The mistletoe murder – A crime for Christmas: Part One


by PD. JAMES

ONE of the minor hazards of being a best- selling crime novelist is the ubiquitous question, ‘And have you ever been person- ally involved with a real-life murder investi- gation?’, a question occasionally asked with a look and tone which suggest that the Murder Squad of the Metropolitan Police might with advantage dig up my back gar- den. I invariably reply no, partly from reti- cence, partly because the truth would take too long to tell, and my part in it, even after 50 years, is difficult to justify. But now, at 70, the last survivor of that extraor- dinary Christmas of 1940, the story can surely safely be told, if only for my own sat- isfaction. I’ll call it ‘The Mistletoe Murder’. Mistletoe plays only a small part in the mystery but I’ve always liked alliteration in my titles. I have changed the names. There is now no one living to be hurt in feelings or reputation, but I don’t see why the dead should be denied a similar indulgence.

I was 18 when it happened, a young war widow; my husband was killed two weeks after our marriage, one of the first RAF pilots to be shot down in single combat. I had joined the WAAF, partly because I had convinced myself it would have pleased him, but primarily out of the need to assuage grief by a new life, new responsibil- ities. It didn’t work. Bereavement is like a serious illness. One dies or one survives, and the medicine is time, not a change of scene. I went through my preliminary train- ing in a mood of grim determination to see it through, but when my grandmother’s invitation came, just six weeks before Christmas, I accepted with relief. It solved a problem for me. I was an only child and my father, a doctor, had volunteered as a middle-aged recruit to the RAMC; my mother had taken herself off to America. A number of school friends, some also in the forces, wrote inviting me for Christmas, but I couldn’t face even the subdued festivities of wartime and feared that I should be a skeleton at their family feast.

I was curious, too, about my mother’s childhood home. She had never got on with her mother and after her marriage the rift was complete. I had met my grandmother only once in childhood and remembered her as formidable, sharp-tongued, and not particularly sympathetic to the young. But I was no longer young, except in years, and what her letter tactfully adumbrated — a warm house with plenty of wood fires, home cooking and good wine, peace and quiet — were just what I craved. There would be no other guests, but my cousin, Paul, hoped to be on leave for Christmas. I was curious to meet him. He was my only surviving cousin, the younger son of my mother’s brother and about six years older than I. We had never met, partly because of the family feud, partly because his moth- er was French and much of his childhood spent in that country. His elder brother had died when I was at school. I had a vague childhood memory of some disreputable secret, whispered about but never explained. My grandmother, in her letter, assured me that, apart from the three of us, there would only be the butler, Seddon, and his wife. She had taken the trouble to find out the time of a country bus which would leave Victoria at five p.m on Christ- mas Eve and take me as far as the nearest town, where Paul would meet me.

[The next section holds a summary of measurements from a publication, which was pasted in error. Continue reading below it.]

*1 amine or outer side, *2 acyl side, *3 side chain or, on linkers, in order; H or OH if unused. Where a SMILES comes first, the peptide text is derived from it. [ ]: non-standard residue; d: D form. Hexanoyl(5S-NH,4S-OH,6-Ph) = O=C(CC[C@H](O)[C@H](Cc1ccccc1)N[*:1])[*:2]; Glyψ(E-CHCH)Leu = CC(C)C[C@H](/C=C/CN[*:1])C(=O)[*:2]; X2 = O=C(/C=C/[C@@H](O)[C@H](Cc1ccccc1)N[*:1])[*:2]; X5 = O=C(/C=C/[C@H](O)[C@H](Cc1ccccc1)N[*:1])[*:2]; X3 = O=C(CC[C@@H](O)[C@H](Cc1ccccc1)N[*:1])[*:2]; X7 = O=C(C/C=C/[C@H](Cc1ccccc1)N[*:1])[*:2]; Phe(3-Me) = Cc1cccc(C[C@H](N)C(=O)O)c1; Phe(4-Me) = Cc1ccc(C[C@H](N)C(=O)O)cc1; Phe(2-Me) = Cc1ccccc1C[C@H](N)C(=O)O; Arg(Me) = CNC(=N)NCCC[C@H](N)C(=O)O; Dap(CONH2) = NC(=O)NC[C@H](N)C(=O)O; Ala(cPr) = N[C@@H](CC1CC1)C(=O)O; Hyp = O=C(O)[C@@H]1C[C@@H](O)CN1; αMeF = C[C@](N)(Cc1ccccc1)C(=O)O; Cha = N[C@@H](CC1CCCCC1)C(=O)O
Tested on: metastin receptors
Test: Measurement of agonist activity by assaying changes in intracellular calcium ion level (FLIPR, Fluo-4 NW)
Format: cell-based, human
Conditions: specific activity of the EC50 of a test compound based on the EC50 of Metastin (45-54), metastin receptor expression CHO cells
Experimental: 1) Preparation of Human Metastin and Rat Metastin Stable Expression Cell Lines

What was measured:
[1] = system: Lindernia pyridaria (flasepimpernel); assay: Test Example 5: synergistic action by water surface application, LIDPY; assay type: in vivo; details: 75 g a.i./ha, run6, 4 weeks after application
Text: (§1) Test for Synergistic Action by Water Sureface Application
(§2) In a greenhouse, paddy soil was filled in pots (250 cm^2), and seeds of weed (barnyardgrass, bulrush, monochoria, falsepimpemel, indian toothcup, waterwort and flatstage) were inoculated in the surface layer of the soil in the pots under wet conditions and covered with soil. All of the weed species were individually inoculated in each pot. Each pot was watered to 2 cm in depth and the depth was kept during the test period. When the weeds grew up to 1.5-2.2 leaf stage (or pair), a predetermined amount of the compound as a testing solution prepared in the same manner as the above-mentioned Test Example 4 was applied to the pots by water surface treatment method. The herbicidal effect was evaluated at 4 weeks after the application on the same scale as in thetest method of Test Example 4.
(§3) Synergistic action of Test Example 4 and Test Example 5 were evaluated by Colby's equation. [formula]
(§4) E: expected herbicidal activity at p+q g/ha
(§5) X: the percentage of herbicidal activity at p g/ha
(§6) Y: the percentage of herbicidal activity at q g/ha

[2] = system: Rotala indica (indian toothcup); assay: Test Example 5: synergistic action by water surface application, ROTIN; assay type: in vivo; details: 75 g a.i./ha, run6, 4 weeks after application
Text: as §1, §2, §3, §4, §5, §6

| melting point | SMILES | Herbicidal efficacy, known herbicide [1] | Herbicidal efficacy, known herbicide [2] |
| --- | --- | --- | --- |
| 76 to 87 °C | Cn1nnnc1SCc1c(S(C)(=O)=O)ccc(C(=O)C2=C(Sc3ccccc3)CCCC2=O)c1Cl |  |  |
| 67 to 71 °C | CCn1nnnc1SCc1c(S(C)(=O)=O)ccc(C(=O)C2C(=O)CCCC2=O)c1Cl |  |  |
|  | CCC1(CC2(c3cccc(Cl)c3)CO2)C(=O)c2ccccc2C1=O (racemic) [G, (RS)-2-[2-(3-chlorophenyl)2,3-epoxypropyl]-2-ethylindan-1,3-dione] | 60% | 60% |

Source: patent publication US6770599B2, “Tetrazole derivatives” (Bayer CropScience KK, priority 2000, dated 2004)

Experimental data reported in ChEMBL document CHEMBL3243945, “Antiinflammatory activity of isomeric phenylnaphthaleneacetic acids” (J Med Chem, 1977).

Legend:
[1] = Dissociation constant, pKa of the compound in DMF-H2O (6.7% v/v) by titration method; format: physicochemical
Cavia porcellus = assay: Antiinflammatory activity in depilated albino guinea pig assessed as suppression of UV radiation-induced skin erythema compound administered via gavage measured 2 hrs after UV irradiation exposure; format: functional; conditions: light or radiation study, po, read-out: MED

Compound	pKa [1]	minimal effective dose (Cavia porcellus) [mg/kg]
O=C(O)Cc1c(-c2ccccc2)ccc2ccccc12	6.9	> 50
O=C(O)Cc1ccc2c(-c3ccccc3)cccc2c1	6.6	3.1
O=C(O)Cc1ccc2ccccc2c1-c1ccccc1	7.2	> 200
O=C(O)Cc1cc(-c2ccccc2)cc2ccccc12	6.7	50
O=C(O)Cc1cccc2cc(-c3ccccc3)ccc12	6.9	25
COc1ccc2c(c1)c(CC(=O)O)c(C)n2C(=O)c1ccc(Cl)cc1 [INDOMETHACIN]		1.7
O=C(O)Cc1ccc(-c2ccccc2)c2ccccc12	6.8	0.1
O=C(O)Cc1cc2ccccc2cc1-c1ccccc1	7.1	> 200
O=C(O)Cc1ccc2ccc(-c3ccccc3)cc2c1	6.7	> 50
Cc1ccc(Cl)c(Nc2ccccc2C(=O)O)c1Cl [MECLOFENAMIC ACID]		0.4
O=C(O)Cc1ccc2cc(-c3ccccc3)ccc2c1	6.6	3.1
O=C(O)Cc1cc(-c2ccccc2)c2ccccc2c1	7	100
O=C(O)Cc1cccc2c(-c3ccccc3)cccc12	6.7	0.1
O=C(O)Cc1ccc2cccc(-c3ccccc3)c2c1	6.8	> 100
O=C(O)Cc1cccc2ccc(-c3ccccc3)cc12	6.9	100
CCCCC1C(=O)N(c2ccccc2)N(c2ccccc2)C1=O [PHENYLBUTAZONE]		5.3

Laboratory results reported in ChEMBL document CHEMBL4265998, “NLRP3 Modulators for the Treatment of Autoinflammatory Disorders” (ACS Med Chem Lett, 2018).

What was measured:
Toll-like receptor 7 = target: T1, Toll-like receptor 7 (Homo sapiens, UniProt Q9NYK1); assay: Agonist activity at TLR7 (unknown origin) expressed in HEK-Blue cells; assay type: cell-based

The horror of the murder, the concentra- tion on every hour of that traumatic Boxing Day, has diminished my memory of the journey and arrival. I recall Christmas Eve in a series of images, like a gritty black- and-white film, disjointed, a little surreal. The bus, blacked out, crawling, lights dimmed, through the unlit waste of the countryside under a reeling moon; the tall figure of my cousin coming forward out of the darkness to greet me at the terminus; sitting beside him, rug-wrapped, in his sports car as we drove through darkened villages through a sudden swirl of snow. But one image is clear and magical, my first sight of Stutleigh Manor. It loomed up out of the darkness, a stark shape against a grey sky pierced with a few high stars. And then the moon moved from behind a cloud and the house was revealed; beauty, sym- metry and mystery bathed in white light.